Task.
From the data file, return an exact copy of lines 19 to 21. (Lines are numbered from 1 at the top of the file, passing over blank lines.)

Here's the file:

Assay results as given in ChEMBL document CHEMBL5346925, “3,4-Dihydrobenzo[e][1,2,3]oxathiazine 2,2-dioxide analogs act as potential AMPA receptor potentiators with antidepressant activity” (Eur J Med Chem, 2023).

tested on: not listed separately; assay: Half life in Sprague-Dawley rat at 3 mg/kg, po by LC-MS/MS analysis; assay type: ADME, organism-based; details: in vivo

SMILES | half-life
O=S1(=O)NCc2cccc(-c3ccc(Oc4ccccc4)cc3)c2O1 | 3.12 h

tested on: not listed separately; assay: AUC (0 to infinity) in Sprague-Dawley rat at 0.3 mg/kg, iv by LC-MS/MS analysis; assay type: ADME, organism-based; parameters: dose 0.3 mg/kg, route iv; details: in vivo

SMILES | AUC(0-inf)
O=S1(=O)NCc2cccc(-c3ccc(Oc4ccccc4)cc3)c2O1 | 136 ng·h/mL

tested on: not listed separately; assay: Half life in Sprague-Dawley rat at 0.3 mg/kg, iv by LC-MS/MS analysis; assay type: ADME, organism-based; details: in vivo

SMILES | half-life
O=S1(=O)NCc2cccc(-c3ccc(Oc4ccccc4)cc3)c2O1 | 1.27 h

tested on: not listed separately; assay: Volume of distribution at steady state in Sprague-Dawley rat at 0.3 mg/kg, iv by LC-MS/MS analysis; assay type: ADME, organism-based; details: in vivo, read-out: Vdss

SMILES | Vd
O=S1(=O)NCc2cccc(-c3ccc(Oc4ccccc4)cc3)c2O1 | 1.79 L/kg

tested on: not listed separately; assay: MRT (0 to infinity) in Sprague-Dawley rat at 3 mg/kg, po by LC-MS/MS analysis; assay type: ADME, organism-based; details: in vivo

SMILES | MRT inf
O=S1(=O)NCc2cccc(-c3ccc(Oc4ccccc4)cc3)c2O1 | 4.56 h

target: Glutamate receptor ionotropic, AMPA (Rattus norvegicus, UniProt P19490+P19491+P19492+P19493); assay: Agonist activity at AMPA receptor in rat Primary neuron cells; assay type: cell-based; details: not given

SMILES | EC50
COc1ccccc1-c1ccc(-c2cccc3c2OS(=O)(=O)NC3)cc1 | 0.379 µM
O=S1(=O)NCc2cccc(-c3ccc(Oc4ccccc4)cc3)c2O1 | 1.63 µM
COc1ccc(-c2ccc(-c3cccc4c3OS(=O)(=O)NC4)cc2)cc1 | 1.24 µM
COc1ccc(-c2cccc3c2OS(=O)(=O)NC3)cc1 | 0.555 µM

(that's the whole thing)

COc1ccccc1-c1ccc(-c2cccc3c2OS(=O)(=O)NC3)cc1 | 0.379 µM
O=S1(=O)NCc2cccc(-c3ccc(Oc4ccccc4)cc3)c2O1 | 1.63 µM
COc1ccc(-c2ccc(-c3cccc4c3OS(=O)(=O)NC4)cc2)cc1 | 1.24 µM